Cooking Fondue — from Stovetop to Table
A common misconception is that all the cooking for fondue takes place at the table. In reality, fondue burners can't compete with the kitchen stove. Fondue sets aren't designed to melt cheese or bring oil to the high temperatures needed for deep-frying food. With a few exceptions — such as electric fondue pots and traditional Asian hot pots — preparing fondue is a two-part process. The first stage takes place in the kitchen, over the stovetop element.
Whether more than one pot must be used depends on the type of fondue being prepared. For example, oil is normally heated right in the fondue pot on the stove element. By contrast, cheese is melted in a saucepan and then transferred to the fondue pot.
As for broth, it all depends on how much is needed. Twelve cups of broth — meant to keep the broth boiling away while feeding Mongolian hot pot to a crowd — obviously won't fit in a standard-sized fondue pot. It only makes sense to heat the broth in a large saucepan and refill the fondue pot throughout the meal as needed.
However, for smaller amounts, it's okay to heat the broth right in the fondue pot (provided the pot is designed to handle broth fondues) and transfer the pot containing the heated broth from the stove element to the table.
In the Kitchen
There is no question that the fondue pot is the centerpiece of any fondue party. However, it's also important to use the proper equipment while preparing food for the fondue. Curdled cheese, scorched chocolate, or improperly heated oil can ruin a fondue. It can be very frustrating to spend a large amount of money on quality chocolate or first-rate cheese from a cheese shop, only to have the food rendered inedible before it ever gets near the fondue pot.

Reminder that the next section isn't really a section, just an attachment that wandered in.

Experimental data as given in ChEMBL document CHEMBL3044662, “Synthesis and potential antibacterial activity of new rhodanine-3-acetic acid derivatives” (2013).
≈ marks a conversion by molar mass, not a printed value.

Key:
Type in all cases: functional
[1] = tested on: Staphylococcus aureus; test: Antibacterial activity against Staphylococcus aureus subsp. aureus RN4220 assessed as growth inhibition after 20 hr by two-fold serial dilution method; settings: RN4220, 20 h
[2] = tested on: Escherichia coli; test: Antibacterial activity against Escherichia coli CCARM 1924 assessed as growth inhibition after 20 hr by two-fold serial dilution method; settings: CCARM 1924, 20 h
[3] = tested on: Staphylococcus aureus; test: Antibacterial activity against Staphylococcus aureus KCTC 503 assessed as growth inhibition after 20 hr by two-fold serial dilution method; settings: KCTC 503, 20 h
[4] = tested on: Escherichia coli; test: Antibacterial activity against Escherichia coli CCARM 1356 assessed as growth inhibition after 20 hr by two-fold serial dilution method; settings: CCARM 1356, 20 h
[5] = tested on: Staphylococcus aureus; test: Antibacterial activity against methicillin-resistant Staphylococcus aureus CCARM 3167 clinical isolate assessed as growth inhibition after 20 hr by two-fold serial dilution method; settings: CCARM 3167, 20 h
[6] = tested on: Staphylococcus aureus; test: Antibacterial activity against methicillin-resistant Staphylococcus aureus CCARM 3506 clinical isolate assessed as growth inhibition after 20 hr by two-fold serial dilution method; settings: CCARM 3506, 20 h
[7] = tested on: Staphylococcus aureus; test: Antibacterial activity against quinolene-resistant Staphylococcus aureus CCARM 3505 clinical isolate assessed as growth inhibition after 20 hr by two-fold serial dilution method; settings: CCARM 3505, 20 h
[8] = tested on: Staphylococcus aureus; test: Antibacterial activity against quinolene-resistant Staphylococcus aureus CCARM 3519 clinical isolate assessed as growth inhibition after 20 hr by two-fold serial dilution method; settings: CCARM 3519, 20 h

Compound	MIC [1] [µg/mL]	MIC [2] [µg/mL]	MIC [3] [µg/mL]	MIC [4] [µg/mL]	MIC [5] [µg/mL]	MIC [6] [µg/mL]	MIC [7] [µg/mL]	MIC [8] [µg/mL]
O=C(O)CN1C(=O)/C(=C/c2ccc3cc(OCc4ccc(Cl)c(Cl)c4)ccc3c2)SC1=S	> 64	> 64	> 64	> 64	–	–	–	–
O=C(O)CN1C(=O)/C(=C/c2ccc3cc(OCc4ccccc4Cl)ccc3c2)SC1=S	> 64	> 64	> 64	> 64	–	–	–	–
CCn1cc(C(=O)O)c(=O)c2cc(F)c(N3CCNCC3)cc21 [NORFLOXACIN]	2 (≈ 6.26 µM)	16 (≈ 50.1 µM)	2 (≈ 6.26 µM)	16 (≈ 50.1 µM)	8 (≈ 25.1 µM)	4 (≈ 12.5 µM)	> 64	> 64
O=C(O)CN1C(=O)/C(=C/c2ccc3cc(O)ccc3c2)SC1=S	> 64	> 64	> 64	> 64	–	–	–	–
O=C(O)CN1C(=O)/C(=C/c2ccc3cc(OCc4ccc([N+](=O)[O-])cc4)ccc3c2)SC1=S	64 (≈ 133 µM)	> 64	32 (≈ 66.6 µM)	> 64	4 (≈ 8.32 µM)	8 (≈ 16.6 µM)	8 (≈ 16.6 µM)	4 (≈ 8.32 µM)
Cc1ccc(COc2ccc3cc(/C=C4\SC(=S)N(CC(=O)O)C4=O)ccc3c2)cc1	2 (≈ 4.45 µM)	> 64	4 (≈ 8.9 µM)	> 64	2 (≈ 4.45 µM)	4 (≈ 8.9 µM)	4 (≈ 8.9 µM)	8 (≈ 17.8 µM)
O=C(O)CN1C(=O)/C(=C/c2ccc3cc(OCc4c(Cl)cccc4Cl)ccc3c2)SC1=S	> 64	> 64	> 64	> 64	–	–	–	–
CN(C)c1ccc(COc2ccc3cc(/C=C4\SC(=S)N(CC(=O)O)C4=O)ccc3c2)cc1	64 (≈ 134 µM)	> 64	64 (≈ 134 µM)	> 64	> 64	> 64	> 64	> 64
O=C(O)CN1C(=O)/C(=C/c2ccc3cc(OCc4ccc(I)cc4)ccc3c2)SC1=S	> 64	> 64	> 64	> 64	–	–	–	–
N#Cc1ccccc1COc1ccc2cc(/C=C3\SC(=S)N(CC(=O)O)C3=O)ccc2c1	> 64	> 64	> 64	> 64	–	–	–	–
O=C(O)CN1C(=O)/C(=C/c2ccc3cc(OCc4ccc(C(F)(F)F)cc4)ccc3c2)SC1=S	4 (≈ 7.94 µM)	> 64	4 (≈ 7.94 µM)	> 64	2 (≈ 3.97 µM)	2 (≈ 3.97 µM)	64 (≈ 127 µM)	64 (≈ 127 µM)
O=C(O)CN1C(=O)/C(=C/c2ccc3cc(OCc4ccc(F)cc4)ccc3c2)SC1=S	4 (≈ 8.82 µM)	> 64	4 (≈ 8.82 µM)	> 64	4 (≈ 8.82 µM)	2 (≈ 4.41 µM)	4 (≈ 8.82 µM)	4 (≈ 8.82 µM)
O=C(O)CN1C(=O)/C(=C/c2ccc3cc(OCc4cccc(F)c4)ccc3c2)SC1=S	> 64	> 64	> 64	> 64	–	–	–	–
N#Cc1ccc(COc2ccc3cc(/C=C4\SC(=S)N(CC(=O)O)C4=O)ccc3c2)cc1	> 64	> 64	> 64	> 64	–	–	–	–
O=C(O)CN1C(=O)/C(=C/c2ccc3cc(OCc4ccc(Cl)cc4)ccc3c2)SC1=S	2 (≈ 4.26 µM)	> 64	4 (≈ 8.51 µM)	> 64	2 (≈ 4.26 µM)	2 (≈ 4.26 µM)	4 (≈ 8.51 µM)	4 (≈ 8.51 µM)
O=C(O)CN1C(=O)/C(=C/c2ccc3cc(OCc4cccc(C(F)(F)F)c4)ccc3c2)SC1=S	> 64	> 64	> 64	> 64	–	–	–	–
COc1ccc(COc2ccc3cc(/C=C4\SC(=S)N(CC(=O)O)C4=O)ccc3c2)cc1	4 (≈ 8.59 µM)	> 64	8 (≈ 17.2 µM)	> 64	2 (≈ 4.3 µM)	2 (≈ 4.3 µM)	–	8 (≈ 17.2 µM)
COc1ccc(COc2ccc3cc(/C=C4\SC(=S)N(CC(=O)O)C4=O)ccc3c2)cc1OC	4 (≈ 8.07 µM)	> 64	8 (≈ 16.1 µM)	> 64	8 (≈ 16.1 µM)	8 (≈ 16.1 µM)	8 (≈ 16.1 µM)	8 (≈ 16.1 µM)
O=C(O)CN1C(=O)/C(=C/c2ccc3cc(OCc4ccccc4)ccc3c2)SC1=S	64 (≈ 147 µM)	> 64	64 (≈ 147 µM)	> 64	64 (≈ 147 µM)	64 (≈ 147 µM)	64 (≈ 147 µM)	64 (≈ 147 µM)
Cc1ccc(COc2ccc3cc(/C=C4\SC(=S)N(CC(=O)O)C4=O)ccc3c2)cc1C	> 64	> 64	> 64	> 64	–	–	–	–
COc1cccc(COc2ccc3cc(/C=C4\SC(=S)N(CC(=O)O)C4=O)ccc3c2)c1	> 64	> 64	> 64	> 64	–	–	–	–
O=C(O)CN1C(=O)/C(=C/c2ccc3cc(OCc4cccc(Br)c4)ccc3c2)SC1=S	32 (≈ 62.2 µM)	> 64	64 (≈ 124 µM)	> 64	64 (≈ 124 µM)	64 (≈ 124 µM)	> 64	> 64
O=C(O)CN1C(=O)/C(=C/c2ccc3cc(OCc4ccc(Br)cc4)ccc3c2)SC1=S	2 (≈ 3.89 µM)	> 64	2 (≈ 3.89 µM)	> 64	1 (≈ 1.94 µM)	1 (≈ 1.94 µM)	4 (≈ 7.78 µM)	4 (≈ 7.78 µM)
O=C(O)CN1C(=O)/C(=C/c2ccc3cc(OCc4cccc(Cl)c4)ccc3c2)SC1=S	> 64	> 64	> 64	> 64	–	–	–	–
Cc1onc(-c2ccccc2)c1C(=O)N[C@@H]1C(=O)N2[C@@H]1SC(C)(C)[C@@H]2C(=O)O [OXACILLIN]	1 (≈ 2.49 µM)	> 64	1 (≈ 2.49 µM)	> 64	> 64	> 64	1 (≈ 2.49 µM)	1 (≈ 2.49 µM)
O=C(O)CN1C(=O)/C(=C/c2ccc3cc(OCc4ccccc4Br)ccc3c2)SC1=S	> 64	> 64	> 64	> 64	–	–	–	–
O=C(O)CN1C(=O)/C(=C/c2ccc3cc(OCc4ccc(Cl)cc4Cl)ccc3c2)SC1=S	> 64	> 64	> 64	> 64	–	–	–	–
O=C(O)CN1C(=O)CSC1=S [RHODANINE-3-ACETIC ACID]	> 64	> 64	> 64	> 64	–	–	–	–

Here are a few tips on what equipment to use when preparing food for a fondue.
First and foremost, never melt chocolate directly in a saucepan. If you have one, a double boiler is ideal for melting chocolate. Fill the bottom section up to the halfway point with boiling water, place the chocolate and melting liquid in the top half, and melt over low heat. If you don't have a double boiler, a metal bowl placed over a pot half-filled with barely simmering water works just as well.
Like chocolate, cheese scorches easily. In addition, overcooked cheese can develop a rubbery texture. Always use a heavy-bottomed metal saucepan when melting cheese, and cook slowly over low heat.
Finally, a candy or deep-fry thermometer is ideal for ensuring that the oil has reached the high temperatures needed for cooking. Ideally, the thermometer should have a clamp so you can clamp it on the side of the fondue pot. That way, you'll know when the oil is hot enough to serve the fondue, and you can gauge the temperature during cooking. Be prepared to take a break during the meal to reheat the oil on the stove if necessary.